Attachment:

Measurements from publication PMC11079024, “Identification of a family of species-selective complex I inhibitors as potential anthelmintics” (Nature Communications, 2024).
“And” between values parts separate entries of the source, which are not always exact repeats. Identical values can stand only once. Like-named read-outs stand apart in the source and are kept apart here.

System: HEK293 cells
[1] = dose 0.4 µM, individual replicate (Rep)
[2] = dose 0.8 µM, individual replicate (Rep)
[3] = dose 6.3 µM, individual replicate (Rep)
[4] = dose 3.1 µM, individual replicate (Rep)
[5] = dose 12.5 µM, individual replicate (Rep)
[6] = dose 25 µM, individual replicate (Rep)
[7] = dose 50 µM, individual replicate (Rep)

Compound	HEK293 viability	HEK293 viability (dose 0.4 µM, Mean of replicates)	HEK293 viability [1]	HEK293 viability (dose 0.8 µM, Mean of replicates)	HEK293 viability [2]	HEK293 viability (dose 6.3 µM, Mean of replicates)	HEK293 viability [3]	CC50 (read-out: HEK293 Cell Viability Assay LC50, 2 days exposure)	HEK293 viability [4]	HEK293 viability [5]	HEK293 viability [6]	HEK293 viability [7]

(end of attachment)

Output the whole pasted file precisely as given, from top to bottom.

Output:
Measurements from publication PMC11079024, “Identification of a family of species-selective complex I inhibitors as potential anthelmintics” (Nature Communications, 2024).
“And” between values parts separate entries of the source, which are not always exact repeats. Identical values can stand only once. Like-named read-outs stand apart in the source and are kept apart here.

System: HEK293 cells
[1] = dose 0.4 µM, individual replicate (Rep)
[2] = dose 0.8 µM, individual replicate (Rep)
[3] = dose 6.3 µM, individual replicate (Rep)
[4] = dose 3.1 µM, individual replicate (Rep)
[5] = dose 12.5 µM, individual replicate (Rep)
[6] = dose 25 µM, individual replicate (Rep)
[7] = dose 50 µM, individual replicate (Rep)

Compound	HEK293 viability	HEK293 viability (dose 0.4 µM, Mean of replicates)	HEK293 viability [1]	HEK293 viability (dose 0.8 µM, Mean of replicates)	HEK293 viability [2]	HEK293 viability (dose 6.3 µM, Mean of replicates)	HEK293 viability [3]	CC50 (read-out: HEK293 Cell Viability Assay LC50, 2 days exposure)	HEK293 viability [4]	HEK293 viability [5]	HEK293 viability [6]	HEK293 viability [7]